Top Historic Sights in Linz, Austria

Explore the historic highlights of Linz

Linz Old Cathedral

The Old Cathedral (Alter Dom) in Linz was built by Jesuits between 1669 and 1683 in Baroque style. From 1785 to 1909 it served as cathedral of the Diocese of Linz. The church was erected near the former Jesuits" College at the south end of the Hauptplatz. The church was originally called the Church of Ignatius and was dedicated to Saint Ignatius of Loyola, who founded the Jesuit Order. The Jesuit Order was dissolve ...
Founded: 1669-1683 | Location: Linz, Austria

Linz Castle

The first written document of castle in Linz dates from 799 AD, during the reign of Charlemagne. Today there are still some walls of this castle, together with bastions and the Friedrich Gate, named after Emperor Friedrich III, who resided here until his death in 1493. As the temporary heart of the Habsburg Empire, Linz was raised by the Emperor to the status of provincial capital. In the 17th century, Rudolf II rebuilt t ...
Founded: 8th century | Location: Linz, Austria

Linz New Cathedral

The New Cathedral (Mariä-Empfängnis-Dom) construction plans were started in 1855 by Bishop Franz-Josef Rudigier. The first stone was laid in 1862. In 1924 Bishop Johannes Maria Gföllner consecrated the finished building as the Cathedral of the Immaculate Conception. The plans, drawn by the master builder of the Archdiocese of Cologne, Vincenz Statz, were made in the French high Gothic style. With 20,000 seats, the cat ...
Founded: 1862-1924 | Location: Linz, Austria

Featured Historic Landmarks, Sites & Buildings

Historic Site of the week

Palace of the Grand Dukes of Lithuania

The Palace of the Grand Dukes of Lithuania was built originally in the 15th century for the rulers of the Grand Duchy of Lithuania. The Royal Palace in the Lower Castle evolved over the years and prospered during the 16th and mid-17th centuries. For four centuries the palace was the political, administrative and cultural center of the Grand Duchy of Lithuania.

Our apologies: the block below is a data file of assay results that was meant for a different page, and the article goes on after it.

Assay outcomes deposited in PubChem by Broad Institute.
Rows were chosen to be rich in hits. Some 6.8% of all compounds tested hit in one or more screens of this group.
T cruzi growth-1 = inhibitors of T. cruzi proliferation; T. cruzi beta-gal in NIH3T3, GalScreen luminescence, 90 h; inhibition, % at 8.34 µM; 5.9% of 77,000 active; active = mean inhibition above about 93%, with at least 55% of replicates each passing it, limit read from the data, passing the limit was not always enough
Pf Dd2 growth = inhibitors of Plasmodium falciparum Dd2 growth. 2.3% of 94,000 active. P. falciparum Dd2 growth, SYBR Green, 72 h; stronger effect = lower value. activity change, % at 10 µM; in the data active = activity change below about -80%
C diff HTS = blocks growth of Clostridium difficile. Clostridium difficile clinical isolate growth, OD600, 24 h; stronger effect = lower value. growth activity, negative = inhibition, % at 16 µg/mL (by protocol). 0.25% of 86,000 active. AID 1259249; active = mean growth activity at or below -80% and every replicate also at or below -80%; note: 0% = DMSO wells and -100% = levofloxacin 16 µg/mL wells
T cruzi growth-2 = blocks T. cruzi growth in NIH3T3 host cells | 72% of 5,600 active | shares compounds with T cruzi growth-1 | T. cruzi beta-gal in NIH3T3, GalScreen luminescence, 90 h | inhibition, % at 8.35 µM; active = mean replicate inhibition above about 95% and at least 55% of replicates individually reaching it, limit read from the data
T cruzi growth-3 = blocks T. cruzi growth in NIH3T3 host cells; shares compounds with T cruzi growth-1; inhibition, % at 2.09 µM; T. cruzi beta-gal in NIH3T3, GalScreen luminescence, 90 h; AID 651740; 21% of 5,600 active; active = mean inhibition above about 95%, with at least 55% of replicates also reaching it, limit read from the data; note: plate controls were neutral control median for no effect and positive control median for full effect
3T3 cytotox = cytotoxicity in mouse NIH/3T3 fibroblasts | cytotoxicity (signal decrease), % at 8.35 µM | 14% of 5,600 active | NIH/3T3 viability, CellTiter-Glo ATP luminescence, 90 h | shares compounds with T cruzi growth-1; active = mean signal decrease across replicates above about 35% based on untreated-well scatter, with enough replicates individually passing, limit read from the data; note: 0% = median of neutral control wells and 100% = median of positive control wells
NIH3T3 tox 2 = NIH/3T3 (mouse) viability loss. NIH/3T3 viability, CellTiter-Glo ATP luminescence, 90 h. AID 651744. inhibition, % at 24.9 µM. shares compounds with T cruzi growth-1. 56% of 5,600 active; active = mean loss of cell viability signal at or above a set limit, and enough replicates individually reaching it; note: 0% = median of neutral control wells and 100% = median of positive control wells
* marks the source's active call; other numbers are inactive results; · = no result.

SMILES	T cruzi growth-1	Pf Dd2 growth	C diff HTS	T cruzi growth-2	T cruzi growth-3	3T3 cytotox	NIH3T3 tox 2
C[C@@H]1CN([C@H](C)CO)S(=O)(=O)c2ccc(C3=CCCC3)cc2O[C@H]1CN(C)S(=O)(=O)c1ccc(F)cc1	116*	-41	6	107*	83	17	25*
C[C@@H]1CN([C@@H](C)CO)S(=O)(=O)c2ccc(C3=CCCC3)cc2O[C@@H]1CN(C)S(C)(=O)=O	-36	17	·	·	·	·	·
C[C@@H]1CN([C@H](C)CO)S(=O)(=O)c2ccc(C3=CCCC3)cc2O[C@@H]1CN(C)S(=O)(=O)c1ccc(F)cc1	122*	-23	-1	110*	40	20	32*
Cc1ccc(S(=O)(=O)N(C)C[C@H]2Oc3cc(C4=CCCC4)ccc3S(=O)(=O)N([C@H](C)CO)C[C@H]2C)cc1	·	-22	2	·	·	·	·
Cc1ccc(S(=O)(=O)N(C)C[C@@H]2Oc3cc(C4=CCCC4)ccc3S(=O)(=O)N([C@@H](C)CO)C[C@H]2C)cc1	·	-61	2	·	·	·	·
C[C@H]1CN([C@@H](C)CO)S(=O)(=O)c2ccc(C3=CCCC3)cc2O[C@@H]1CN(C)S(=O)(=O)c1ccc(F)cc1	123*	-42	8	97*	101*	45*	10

Soon after the Grand Duchy of Lithuania was incorporated into Tsarist Russia, Tsarist officials ordered the demolition of the remaining sections of the Royal Palace. The Palace was almost completely demolished in 1801, the bricks and stones were sold, and the site was bowered. Only a small portion of the walls up to the second floor survived, that were sold to a Jewish merchant Abraham Schlossberg around 1800 who incorporated them into his residential house. After the 1831 uprising, the czarist government expelled Schlossberg and took over the building as it was building a fortress beside it. Before the Second World War it was the office of the Lithuanian Army, during the World War II it was the office of the German Army, and after World War II it was used by Soviet security structures and later transformed into the Palace of Pioneers. Fragments of Schlossberg's house have become part of the Eastern Wing of the restored Royal Palace.

A new palace has been under construction since 2002 on the site of the original building. The Royal Palace was officially opened during the celebration of the millennium of the name of Lithuania in 2009.